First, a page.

## longer than the time taken by the output plugin(s).
  ## Note that the effective timeout could be between 'max_processing_time' and
  ## '2 * max_processing_time'.
  # max_processing_time = "100ms"

  ## Data format to consume.
  ## Each data format has its own unique set of configuration options, read
  ## more about them here:
  data_format = "json"

Writing Data to InfluxDB Cloud Serverless

The last step in the code file is spinning up the containers and writing data to InfluxDB Cloud Serverless. In a new terminal window, cd into the resources folder and run the command docker compose up --build. The containers are dependent upon one another so allow a couple minutes to elapse before checking for data.

Telegraf displays the following messages inside the terminal if it’s reading and writing the data correctly to InfluxDB Cloud serverless.

Telegraf Success Logs

Querying Data

Back in the InfluxDB Cloud Serverless account, you can access the Data Explorer by selecting the graph icon in the icon menu on the left-hand side. Select the bucket and measurement, along with the time window you’d like to query for and run the query.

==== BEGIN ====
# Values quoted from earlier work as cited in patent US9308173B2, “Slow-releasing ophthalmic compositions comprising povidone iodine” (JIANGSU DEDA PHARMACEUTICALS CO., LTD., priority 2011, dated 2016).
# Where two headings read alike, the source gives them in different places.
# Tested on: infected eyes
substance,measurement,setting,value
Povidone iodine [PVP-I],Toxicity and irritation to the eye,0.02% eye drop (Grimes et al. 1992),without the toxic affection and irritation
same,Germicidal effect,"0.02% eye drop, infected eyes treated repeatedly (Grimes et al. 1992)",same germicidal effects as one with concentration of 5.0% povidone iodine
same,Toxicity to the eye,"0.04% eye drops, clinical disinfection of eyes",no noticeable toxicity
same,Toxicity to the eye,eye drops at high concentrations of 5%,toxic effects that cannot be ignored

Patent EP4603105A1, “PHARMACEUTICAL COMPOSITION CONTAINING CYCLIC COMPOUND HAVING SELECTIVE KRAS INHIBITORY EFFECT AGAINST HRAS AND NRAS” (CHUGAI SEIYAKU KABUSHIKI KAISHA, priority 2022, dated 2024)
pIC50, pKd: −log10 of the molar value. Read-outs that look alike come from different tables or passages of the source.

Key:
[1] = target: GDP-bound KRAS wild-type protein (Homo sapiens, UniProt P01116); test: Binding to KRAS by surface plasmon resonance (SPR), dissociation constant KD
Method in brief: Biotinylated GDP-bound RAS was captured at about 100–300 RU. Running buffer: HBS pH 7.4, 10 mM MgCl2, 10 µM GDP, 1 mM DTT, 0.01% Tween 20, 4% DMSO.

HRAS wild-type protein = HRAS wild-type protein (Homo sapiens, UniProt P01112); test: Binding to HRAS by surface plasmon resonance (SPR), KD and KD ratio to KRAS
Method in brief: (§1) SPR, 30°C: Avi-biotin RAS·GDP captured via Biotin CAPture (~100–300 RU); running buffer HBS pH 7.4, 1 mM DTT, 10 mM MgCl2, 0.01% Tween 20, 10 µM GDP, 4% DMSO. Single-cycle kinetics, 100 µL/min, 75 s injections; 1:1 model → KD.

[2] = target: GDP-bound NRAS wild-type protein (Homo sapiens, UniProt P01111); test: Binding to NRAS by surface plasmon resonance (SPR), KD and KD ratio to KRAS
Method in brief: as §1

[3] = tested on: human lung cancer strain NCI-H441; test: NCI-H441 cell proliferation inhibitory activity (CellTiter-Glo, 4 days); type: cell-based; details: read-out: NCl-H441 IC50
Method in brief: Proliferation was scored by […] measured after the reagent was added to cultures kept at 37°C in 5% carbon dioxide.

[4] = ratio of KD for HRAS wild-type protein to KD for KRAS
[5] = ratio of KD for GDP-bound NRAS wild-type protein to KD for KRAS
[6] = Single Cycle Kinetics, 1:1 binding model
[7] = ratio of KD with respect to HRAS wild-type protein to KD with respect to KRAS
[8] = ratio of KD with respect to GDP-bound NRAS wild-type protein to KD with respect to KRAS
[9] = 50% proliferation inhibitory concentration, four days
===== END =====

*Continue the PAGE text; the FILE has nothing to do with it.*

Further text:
InfluxDB Cloud Serverless Data Explorer

It really is that simple to connect your Kafka cluster to InfluxDB Cloud Serverless.

Continue working with time series data

This is just the beginning of what you can do with InfluxDB Cloud Serverless and Kafka. To keep working within our community, check out our community page. This page includes a link to our Slack workspace and more projects to help get you started.

If you’re ready to explore InfluxDB Cloud Serverless or one of our other product offerings, Cloud Dedicated or Clustered, you can contact someone on our sales team here.